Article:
Sep.05

CloudFlare, SSL & Unhealthy Security Absolutism (Troy Hunt)

Really interesting (and in my opinion) great artical by Troy Hunt on why CloudFlare’s SSL [free] offerings are awesome!

“First and foremost, if your choices are to either run entirely unencrypted or to protect against the 95% (or thereabouts) of transport layer threats that exist between your visitors and your origin, do the sensible thing. Nobody in their right mind is going to advocate for remaining totally unencrypted rather than using CloudFlare purely to encrypt between their edge nodes and your users. There are people not in their right mind that will argue to the contrary and that’s precisely what the title of this post suggests – it’s unhealthy security absolutism.”

Source: Troy Hunt: CloudFlare, SSL and unhealthy security absolutism

Security

Jul.03

How to Crack Android Full Disk Encryption on Qualcomm Devices

“Since the key is available to TrustZone, Qualcomm, and OEMs [Original Equipment Manufacturers] could simply create and sign a TrustZone image which extracts the KeyMaster keys and flash it to the target device,” Beniamini wrote. “This would allow law enforcement to easily brute force the FDE password off the device using the leaked keys.”

Source: How to Crack Android Full Disk Encryption on Qualcomm Devices

Security,News,Resources

May.11

 Upgrade Site Security with CloudFlare Origin CA

Really interesting development from CloudFlare on encrypting the webs connections. Takes their ‘Flexible SSL’ to the next level and beyond.

“Faster, more secure alternative to public CA certificates for your CloudFlare-fronted servers. Extraneous overhead removed to optimize performance.

With Origin CA, we questioned all aspects of certificate issuance and browser validation, from domain control validation (DCV) to path bundling and revocation checking. We asked ourselves what cruft public CAs would remove from certificates if they only needed to work with one browser, whose codebase they maintained? Questions such as “why bloat certificates with intermediate CAs when they only need to speak with our NGINX-based reverse proxy” and “why force customers to reconfigure their web or name server to pass DCV checks when they’ve already demonstrated control during zone onboarding?” helped shape our efforts.”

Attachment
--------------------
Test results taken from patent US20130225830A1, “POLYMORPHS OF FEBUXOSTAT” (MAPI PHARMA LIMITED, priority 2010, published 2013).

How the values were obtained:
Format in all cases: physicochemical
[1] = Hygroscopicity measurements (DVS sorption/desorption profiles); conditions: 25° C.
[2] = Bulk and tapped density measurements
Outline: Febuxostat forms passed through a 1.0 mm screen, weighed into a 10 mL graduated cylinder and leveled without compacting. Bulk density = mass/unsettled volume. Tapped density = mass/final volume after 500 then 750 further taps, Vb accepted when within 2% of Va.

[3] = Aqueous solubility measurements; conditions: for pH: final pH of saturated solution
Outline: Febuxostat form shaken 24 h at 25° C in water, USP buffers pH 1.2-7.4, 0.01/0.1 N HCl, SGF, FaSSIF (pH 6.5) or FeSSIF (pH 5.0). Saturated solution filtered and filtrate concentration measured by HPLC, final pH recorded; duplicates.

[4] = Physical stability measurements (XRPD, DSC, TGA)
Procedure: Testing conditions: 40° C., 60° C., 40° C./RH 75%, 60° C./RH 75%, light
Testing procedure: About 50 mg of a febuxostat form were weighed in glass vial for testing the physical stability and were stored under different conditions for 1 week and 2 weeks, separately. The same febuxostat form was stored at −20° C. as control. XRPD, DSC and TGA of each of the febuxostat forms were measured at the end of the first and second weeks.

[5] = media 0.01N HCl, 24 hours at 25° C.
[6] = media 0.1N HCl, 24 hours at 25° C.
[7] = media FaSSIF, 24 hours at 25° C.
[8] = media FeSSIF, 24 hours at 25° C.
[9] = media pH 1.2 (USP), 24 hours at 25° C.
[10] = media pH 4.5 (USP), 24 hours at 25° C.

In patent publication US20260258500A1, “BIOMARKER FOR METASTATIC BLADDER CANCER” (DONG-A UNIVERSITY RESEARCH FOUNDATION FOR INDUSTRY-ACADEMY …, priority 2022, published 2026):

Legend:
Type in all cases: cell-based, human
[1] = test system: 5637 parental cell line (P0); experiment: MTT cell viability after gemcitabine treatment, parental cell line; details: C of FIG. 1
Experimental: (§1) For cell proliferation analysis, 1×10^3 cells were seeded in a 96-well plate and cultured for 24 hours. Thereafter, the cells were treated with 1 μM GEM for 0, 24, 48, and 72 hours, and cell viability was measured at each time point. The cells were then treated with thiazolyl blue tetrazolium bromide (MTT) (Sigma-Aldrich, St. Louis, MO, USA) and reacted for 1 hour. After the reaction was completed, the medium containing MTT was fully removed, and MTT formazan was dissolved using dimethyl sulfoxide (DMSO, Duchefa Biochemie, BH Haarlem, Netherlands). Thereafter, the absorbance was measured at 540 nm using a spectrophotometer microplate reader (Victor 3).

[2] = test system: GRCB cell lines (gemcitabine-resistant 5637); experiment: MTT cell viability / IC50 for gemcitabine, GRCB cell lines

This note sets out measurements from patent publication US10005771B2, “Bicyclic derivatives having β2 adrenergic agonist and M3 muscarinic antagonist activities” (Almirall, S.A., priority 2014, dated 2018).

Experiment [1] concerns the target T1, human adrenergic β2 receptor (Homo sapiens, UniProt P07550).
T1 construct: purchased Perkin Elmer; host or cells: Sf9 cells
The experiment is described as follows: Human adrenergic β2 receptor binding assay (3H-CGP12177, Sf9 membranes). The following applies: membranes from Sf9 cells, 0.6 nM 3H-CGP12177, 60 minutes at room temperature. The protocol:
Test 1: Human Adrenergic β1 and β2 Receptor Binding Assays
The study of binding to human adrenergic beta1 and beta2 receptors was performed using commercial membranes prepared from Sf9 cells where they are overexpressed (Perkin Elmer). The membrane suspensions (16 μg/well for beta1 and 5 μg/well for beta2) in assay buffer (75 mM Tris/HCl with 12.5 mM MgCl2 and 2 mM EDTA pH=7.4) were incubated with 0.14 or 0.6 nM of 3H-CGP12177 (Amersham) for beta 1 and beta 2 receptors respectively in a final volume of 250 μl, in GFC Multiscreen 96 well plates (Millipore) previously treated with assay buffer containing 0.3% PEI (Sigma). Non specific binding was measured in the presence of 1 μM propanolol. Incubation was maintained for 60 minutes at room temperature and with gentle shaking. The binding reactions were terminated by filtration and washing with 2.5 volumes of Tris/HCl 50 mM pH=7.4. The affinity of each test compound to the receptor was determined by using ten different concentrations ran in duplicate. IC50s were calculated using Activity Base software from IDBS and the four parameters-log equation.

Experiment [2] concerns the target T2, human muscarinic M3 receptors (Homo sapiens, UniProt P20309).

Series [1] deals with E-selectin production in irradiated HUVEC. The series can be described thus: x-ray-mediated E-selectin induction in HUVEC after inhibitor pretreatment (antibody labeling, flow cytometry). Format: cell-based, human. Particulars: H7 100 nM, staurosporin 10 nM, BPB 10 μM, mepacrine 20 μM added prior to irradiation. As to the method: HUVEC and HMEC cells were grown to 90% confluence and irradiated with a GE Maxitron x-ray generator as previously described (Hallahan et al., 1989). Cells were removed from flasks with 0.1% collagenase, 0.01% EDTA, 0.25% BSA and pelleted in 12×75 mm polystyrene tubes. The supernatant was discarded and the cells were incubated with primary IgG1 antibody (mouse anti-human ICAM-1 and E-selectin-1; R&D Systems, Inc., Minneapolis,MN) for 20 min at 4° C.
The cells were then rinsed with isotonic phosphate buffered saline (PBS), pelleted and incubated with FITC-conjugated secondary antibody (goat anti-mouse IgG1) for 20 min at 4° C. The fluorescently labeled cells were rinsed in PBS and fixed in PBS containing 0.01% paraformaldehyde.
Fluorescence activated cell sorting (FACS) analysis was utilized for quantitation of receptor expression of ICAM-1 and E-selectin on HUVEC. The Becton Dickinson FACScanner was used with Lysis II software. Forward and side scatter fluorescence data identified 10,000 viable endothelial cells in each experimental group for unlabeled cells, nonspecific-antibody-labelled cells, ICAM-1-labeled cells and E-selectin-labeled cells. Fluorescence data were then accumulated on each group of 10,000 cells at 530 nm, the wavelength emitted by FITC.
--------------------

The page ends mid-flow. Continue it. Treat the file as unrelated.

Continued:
Source: CloudFlare Origin CA

Security,News

Apr.17

Nov.11

A Brief Analysis SSH on the Web

A very interesting and in some ways telling analysis on the current state of 16,532,281 SSH configurations on the internet.

Out of all the IPv4 addresses we found:

  • 9,423,225 are affected by the CVE-2015-5600 – “The kbdintnextdevice function in auth2-chall.c in sshd in OpenSSH through 6.9 does not properly restrict the processing of keyboard-interactive devices within a single connection, which makes it easier for remote attackers to conduct brute-force attacks or cause a denial of service (CPU consumption) via a long and duplicative list in the ssh -oKbdInteractiveDevices option, as demonstrated by a modified client that provides a different password for each pam element on this list.”

  • 1,530,566 are affected by the CVE-2013-4421 – “The buf_decompress function in packet.c in Dropbear SSH Server before 2013.59 allows remote attackers to cause a denial of service (memory consumption) via a compressed packet that has a large size when it is decompressed.”

  • 83,357 are affected by the CVE-2015-6565 – “sshd in OpenSSH 6.8 and 6.9 uses world-writable permissions for TTY devices, which allows local users to cause a denial of service (terminal disruption) or possibly have unspecified other impact by writing to a device, as demonstrated by writing an escape sequence.”

Source: SSH – A brief analysis of the internet

Security